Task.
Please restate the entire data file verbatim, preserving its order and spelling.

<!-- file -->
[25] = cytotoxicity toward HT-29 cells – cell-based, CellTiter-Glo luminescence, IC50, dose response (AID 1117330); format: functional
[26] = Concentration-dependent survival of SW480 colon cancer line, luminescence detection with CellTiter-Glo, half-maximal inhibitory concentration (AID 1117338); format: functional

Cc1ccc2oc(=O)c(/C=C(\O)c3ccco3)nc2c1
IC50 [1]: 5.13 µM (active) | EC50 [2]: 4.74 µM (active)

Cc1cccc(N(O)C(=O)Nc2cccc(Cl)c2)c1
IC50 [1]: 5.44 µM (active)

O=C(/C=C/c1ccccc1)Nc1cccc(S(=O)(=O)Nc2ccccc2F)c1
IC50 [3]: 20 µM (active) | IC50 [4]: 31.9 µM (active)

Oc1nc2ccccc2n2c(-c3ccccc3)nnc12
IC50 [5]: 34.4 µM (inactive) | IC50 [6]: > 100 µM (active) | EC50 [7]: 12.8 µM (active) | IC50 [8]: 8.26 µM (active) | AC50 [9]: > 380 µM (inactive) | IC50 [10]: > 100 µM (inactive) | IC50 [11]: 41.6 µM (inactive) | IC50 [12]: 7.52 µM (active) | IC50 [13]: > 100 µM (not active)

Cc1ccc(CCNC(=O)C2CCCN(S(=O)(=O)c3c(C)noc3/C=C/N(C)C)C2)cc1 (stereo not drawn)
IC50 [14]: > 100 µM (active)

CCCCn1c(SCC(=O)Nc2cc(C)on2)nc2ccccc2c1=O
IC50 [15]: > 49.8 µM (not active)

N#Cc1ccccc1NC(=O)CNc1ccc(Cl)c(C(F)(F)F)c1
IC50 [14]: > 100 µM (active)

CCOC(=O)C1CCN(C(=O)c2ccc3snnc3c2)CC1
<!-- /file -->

[25] = cytotoxicity toward HT-29 cells – cell-based, CellTiter-Glo luminescence, IC50, dose response (AID 1117330); format: functional
[26] = Concentration-dependent survival of SW480 colon cancer line, luminescence detection with CellTiter-Glo, half-maximal inhibitory concentration (AID 1117338); format: functional

Cc1ccc2oc(=O)c(/C=C(\O)c3ccco3)nc2c1
IC50 [1]: 5.13 µM (active) | EC50 [2]: 4.74 µM (active)

Cc1cccc(N(O)C(=O)Nc2cccc(Cl)c2)c1
IC50 [1]: 5.44 µM (active)

O=C(/C=C/c1ccccc1)Nc1cccc(S(=O)(=O)Nc2ccccc2F)c1
IC50 [3]: 20 µM (active) | IC50 [4]: 31.9 µM (active)

Oc1nc2ccccc2n2c(-c3ccccc3)nnc12
IC50 [5]: 34.4 µM (inactive) | IC50 [6]: > 100 µM (active) | EC50 [7]: 12.8 µM (active) | IC50 [8]: 8.26 µM (active) | AC50 [9]: > 380 µM (inactive) | IC50 [10]: > 100 µM (inactive) | IC50 [11]: 41.6 µM (inactive) | IC50 [12]: 7.52 µM (active) | IC50 [13]: > 100 µM (not active)

Cc1ccc(CCNC(=O)C2CCCN(S(=O)(=O)c3c(C)noc3/C=C/N(C)C)C2)cc1 (stereo not drawn)
IC50 [14]: > 100 µM (active)

CCCCn1c(SCC(=O)Nc2cc(C)on2)nc2ccccc2c1=O
IC50 [15]: > 49.8 µM (not active)

N#Cc1ccccc1NC(=O)CNc1ccc(Cl)c(C(F)(F)F)c1
IC50 [14]: > 100 µM (active)

CCOC(=O)C1CCN(C(=O)c2ccc3snnc3c2)CC1